I've been following Financial Samurai's review of Capitalism: A Love Story, the newest documentary from Michael Moore. The post itself is pretty impressive (although I haven't seen the film yet, I've heard quite a bit about it through the grapevine), but even more fascinating is the discussion that has ensued following it. FS had the foresight to not only ask about the movie itself (which, to judge from the comments, he might be the only person in the blog-o-verse to have seen), but about the relative value of capitalism, itself.
As you might expect from a crowd consisting mostly of personal finance bloggers (or at least, those who willing read and comment on personal finance blogs), the responses were primarily in favor of capitalism, and opposed to Mr. Moore's conclusion that capitalism was horribly flawed. But the conversation about the film, capitalism, and biggest alternative, socialism, got me thinking: is socialism even workable as an economic system?
Before we start looking closer at socialism and socialist societies, we should probably define the term. Nowadays, it seems that it gets tossed around quite a bit, usually as an pejorative to describe the possible health care reforms. But that's hardly an objective definition. Instead, let's check the online reference of choice for word definitions, Dictionary.com:
Socialism: a theory or system of social organization that advocates the vesting of the ownership and control of the means of production and distribution, of capital, land, etc., in the community as a whole.
So, rather than private or corporate ownership of companies, utilities, and other services, the community as a whole (usually in the form of the government) owns everything. It's generally viewed as a more moderate form of communism, not completely eliminating private property and private ownership, but nationalizing most of the corporations and other large businesses. A complete list of the (British) Socialist Party's goals should shed more more light on what the socialists seek to accomplish.
Going through their goals, there seems to be a lot to like; maximum 35-hour workweek, free education from preschool to university, ensuring full employment: what's not good about this? It almost makes me want to run out to the nearest Socialist party meeting and sign right up; it sounds like a working class paradise.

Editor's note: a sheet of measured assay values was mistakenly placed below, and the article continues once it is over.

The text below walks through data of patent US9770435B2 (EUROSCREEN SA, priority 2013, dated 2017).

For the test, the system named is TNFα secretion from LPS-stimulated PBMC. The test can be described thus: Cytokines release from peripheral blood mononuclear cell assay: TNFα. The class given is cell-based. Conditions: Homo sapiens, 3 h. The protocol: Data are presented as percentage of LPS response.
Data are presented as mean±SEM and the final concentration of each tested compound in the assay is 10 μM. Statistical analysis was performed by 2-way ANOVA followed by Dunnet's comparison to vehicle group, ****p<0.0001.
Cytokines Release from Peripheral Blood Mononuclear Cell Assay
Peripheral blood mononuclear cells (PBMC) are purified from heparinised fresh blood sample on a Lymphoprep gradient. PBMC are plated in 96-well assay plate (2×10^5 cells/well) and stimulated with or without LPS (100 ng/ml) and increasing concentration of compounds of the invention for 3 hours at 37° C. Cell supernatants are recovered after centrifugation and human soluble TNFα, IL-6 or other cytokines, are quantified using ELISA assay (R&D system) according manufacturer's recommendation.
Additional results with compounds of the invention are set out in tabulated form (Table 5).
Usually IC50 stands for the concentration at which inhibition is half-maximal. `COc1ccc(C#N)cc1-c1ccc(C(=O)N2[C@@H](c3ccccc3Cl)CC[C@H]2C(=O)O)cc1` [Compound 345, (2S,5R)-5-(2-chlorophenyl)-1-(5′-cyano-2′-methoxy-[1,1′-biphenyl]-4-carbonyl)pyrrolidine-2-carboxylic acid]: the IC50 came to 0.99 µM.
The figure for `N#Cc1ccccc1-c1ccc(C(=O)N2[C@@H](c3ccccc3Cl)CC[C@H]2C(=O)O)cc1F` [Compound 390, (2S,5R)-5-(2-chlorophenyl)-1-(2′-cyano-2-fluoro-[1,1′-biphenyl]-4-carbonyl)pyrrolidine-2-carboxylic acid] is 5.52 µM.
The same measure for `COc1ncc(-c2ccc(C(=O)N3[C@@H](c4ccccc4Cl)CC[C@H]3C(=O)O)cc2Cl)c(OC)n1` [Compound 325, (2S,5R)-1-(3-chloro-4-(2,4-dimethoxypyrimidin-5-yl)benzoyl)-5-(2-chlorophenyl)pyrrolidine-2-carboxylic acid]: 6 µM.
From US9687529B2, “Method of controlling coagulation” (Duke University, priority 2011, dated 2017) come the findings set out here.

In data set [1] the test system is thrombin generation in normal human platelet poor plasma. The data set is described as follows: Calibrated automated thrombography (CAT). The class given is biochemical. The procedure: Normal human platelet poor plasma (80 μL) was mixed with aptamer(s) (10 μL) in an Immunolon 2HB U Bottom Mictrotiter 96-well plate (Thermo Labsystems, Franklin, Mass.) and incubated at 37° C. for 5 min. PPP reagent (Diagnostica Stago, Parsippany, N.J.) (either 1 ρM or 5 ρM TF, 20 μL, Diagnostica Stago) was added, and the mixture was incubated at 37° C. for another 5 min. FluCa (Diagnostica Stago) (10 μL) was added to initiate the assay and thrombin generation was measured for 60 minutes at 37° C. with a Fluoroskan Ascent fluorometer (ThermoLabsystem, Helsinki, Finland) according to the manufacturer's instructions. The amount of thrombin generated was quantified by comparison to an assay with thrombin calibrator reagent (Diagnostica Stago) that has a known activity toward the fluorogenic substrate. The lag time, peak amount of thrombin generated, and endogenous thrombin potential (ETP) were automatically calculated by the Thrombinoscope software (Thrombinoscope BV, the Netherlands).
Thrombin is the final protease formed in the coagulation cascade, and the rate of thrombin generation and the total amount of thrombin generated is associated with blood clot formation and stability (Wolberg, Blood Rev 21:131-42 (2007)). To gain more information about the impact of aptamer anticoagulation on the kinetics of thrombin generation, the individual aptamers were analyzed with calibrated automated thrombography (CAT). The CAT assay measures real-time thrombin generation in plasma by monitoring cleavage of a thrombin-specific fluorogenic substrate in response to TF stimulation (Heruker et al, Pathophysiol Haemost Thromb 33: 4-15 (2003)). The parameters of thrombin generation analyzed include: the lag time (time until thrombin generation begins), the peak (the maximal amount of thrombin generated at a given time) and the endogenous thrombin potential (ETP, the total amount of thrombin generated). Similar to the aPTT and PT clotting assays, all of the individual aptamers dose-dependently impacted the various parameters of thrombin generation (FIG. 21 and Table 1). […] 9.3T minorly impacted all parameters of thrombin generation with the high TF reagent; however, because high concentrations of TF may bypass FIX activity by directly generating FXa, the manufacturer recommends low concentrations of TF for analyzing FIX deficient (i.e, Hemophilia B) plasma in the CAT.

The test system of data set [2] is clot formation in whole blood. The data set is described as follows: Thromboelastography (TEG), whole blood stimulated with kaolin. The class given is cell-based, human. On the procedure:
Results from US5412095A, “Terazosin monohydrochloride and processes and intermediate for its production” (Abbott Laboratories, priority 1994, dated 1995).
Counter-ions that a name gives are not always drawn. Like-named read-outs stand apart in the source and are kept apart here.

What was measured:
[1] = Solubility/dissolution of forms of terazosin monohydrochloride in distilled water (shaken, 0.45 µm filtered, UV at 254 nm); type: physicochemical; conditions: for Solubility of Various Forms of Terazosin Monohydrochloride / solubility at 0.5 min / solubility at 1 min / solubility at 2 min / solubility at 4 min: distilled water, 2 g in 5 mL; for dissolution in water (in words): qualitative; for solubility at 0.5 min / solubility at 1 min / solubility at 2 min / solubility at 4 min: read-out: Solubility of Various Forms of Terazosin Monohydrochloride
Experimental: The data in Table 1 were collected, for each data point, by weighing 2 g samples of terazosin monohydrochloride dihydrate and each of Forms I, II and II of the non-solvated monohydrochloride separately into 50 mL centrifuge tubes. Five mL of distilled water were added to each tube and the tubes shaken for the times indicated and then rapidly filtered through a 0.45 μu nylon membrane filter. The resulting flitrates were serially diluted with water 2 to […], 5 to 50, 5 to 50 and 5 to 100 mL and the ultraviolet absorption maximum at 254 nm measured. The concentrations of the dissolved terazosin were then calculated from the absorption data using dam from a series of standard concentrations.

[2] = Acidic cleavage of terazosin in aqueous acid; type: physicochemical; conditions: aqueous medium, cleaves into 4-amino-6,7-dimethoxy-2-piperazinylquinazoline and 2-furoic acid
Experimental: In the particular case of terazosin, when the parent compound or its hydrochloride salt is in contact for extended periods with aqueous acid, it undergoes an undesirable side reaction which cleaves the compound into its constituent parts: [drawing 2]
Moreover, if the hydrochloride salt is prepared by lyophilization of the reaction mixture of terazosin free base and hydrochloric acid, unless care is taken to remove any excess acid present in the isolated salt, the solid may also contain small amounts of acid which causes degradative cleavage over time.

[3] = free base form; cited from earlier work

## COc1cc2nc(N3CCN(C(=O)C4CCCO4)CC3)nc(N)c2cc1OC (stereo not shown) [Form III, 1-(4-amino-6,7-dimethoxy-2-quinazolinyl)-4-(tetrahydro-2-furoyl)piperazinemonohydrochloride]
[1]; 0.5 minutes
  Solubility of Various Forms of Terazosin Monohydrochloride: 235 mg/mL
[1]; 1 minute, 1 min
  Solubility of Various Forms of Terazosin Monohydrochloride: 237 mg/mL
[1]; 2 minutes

The Problem with Socialism
If you start to read through the list of goals (actually, according to their own words, ‘Our Demands'), though, some things start to stand out as being troublesome, if not impossible to actually implement:
- No transfers of jobs or production without the agreement of the workers. – I don't know about you, but if I had a decent, well-paying job (and I'm open to any offers, by the way 😉 ), there's no way in heck I'm going to let it go. If this sort of law was on the books in 1920's USA, there would still have been workers making Model T's into the sixties.
- All factories and plant threatened with closure to be brought into public ownership and used for socially-useful production, with compensation only on the basis of proven need. With one simple rule, you've ensured that no private corporation would ever close a plant again (unless the ‘proven need' part is much easier to do than I would think). If I were a business owner, I'd never even think of closing a plant again, regardless of how much money it was hemorrhaging.
- Take into public ownership the top 150 companies, banks and building societies that dominate the economy, under democratic working-class control and management. Compensation to be paid on the basis of proven need. There's that ‘proven need' bit again; I'm going to go out on a limb and assume that none of the owners of the top 150 companies are getting any compensation, period. Also, as anyone who's watched government in action could tell you, democracy is great in principle, but slow at getting anything actually done.
There's also any number of services that would be rendered, including free education for life, decent housing (with affordable rents) and a public transit system, all of which must be paid for in one way or another (taxes being the most obvious, although if the government owns the 150 biggest companies, I suppose their could just redirect the profits, although that's just taxation by another name).
That's not the only problem with socialism; as noted on the WikiAnswers page for socialism, socialist societies tend to have few incentives to participate, to work in order to become better at your job. If you can easily get a job that provides you a living wage, more than enough to fund the essentials in life (especially if they are kept well below what you're making) without having to work to advance your skills or efforts, why would you try to improve yourself? The result is a society that promotes stagnation.
Socialism is a nice theory, one that's very attractive, particularly to those who aren't exactly winning the capitalist game. But it depends on people behaving in a way that is totally opposed to the natural tendencies most of us have; that is, to be greedy, selfish bastards. Without the profit incentive, there needs to be something to encourage people to work harder and build society, and honestly, I'm not sure that anyone's really stumbled across that something yet; even the countries we call socialist still have some private enterprise and the ability of people to advance their monetary situation. Until human nature changes, I don't think we're going to see many successful truly socialist countries.